12. Torah and Humility
Yeshivat Har Etzion
INTRODUCTION TO THE PHILOSOPHY OF RAV SOLOVEITCHIK
By Rav Ronnie Zeigler
LECTURE #11: Torah and Humility Part 1
based on a lecture by Rav Joseph B. Soloveitchik zt"l
[As a prelude to our discussion of catharsis of the intellect and of the religious experience, and as a continuation of our discussion of catharsis of the emotions, I am distributing a summary of an address by the Rav. This lecture was originally delivered in 1971, on the fourth Yahrzeit of Rebbetzin Tonya Soloveitchik zt"l. It has been adapted by Rav Ezra Bick. A shorter adaptation of this lecture appears in Shiurei Harav.]
We, the harbingers of Torah Judaism to the non-Torah Jewish community, are under strict scrutiny from a moral point of view. Precisely because we place the study of Torah at the center of our existence, the topic of humility is very relevant, as the explosion of knowledge in the modern world can and does result in human arrogance.
The WORD plays a unique role in the world-outlook of the Torah. Through the word, the boundless cosmos was created. Through the word, God revealed Himself to man in his role as a spiritual being and charged him with a singular task and assignment. God spoke to Avraham and then to Moshe, and urged them to establish a covenantal community, and later addressed Himself to that community and exhorted it to achieve the exalted heights of a "kingdom of priests and a holy people." First, order was imposed on the cosmos - this word is the source of truth, unalterability, identical with natural law. This was the order of Bereishit. When directed to man, the word imposes another order, not that of necessity and causality, but that of freedom and human dignity. When addressed to covenantal man, the word is the fountainhead of kedusha, sanctity. In short, the word creates three orders: necessity, the cosmic order; freedom, the human order; and kedusha, the covenantal order.
That the fountainhead of kedusha is the word of God is expressed in Halakha through the distinction between objects that are "gufan kadosh" (intrinsic, inherent and substantive holiness) and "tashmishei kedusha" (peripheral, incidental holiness, defined by the relationship with a sacred object). [A Torah scroll is gufan kadosh; the Torah covering is tashmishei kedusha.] The holiness of something which is gufan kadosh is an integral part of the object, whereas for tashmishei kedusha it is an external part of its relation, not part and parcel of its existence. The gemara states that the tefillin straps, no matter how indispensable they are, are only tashmishei kedusha; however the battim, the boxes in which the sacred texts are placed, are gufan kadosh. The reason is because "Shin shel tefillin halakha le-Moshe mi-Sinai" (the letter "shin" embossed on the box is a law given to Moshe at Sinai). We see that the criterion of gufan kadosh is the presence of the word. The geometric configuration is somehow the source of kedusha. What this means is that the source of all kedusha is the Torah, the word of God. Wherever a letter appears, the Torah appears, and we find inherent sanctity. Where there is no letter, there is no intrinsic sanctity.
We have a written Torah and an oral Torah. The written Torah has its kedusha crystallized in the tangible, physical written word. What about the oral Torah? There the word is not objectified in a scriptical form. God, in His infinite wisdom, wanted the word to be interwoven in an abstract thought system, and not in a sign system alone, as in the written Torah. Can Torah she-be'al peh, the oral Torah, pass on kedusha? How does the unwritten word hallow, in the sense that Torah she-bikhtav sanctifies tefillin, mezuza, the Torah parchment, etc.? It would be folly to conclude that Torah she-be'al peh is inferior in this respect. The answer is that the oral Torah operates in a more subtle manner, transmitting sanctity through study and its relation to the mind of the student. Apparently, Torah study, aside from being an intellectual, educational endeavor, enlightening the student and providing him with the information needed to observe the law, is a redemptive cathartic process - it sanctifies the personality. It purges the mind of unworthy desires and irreverent thoughts, uncouth emotions and vulgar drives. The parchment of talmud Torah is the human mind, the human heart and personality. Indeed, a new dimension is added to human experience through the study of Torah: sanctity.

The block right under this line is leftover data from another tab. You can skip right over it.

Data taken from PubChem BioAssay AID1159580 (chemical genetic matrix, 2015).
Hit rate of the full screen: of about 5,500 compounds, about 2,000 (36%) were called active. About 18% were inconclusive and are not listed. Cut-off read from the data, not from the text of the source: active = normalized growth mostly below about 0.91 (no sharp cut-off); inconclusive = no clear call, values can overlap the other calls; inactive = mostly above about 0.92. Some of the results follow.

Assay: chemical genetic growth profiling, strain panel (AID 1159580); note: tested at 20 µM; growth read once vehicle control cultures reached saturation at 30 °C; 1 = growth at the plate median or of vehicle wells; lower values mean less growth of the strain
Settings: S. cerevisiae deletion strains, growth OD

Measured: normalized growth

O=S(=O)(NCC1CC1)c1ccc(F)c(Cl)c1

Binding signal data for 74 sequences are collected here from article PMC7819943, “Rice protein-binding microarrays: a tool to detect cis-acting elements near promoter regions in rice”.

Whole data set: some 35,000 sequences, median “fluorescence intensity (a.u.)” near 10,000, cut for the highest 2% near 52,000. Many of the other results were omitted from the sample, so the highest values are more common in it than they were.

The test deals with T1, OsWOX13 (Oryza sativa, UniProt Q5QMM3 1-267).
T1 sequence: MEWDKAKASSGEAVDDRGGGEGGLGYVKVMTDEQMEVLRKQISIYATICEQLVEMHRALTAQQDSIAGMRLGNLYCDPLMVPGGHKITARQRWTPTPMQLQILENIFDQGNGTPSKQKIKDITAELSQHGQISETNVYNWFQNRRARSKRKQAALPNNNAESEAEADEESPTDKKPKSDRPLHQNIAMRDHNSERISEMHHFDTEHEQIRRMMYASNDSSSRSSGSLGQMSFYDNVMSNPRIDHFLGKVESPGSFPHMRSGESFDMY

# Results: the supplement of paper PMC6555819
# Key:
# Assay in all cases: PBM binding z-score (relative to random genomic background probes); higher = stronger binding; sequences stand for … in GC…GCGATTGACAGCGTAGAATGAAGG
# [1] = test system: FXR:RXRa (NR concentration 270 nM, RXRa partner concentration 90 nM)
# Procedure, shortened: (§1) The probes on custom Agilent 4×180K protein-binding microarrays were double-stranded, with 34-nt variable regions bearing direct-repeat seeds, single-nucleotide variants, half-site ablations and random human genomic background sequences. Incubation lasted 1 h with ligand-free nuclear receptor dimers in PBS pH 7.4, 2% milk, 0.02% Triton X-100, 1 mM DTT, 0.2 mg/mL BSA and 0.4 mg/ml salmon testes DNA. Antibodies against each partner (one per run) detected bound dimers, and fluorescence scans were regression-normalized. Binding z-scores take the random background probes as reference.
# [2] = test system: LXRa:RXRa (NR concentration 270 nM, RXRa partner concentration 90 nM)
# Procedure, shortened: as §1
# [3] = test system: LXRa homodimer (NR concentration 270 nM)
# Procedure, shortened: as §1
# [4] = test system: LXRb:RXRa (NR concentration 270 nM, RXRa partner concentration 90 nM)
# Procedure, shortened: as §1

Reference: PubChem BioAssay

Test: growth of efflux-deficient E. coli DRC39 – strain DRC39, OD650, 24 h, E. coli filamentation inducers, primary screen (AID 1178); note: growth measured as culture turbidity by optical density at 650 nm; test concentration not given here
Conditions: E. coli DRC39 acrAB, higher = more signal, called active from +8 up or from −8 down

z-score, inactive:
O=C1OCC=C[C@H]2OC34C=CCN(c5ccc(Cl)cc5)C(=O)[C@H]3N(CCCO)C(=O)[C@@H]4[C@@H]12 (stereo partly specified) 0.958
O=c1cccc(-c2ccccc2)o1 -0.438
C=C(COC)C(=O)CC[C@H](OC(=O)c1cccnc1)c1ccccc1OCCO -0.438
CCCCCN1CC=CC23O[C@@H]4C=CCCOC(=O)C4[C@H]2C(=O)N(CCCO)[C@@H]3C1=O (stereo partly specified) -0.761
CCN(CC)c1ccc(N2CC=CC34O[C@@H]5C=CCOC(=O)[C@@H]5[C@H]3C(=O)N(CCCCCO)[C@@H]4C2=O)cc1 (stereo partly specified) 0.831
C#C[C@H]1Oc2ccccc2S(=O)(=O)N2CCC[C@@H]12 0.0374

We have now discovered a new understanding of the term "writing" - it means not only the physical performance of drawing letters, but also the process of soul-arousal and heart-sensitizing. A scribe writes the Torah on parchment; the rebbe, the great teacher, writes the Torah she-be'al peh on the living mind, on the sensitive human heart. The old halakhic equation that every Jew is a sefer Torah (scroll) is, in this light, fully understandable. The living Jew is a sefer Torah of the Torah she-be'al peh.
The gemara (Sota 13b) states: "R. Eliezer HaGadol said: Over twelve square miles, the area of the camp of Israel (in the desert), a heavenly voice proclaimed: Moshe, the great scribe of Israel, has died." Although Moshe did indeed write a sefer Torah, the word "scribe" here does not refer to the mechanical art of writing. If it did, what would be the meaning of the adjective "great?" How would this phrase, "the great scribe of Israel," do justice to the greatness of Moshe Rabbeinu? Did Moshe have a beautiful handwriting? R. Eliezer the Great was referring to a different kind of script, to the art of writing God's living word on the passionate vibrant human heart, and impressing God's image on the receptive and questing human personality. Moshe was a scribe in the same way that Sefer Yetzira calls God a scribe: "The world was created through three things: sofer, sefer, sippur (scribe, book, and a story)." We have arrived at the equation: writing = creation = education. The teacher is God's collaborator in ma'aseh bereishit, in the creation of the world.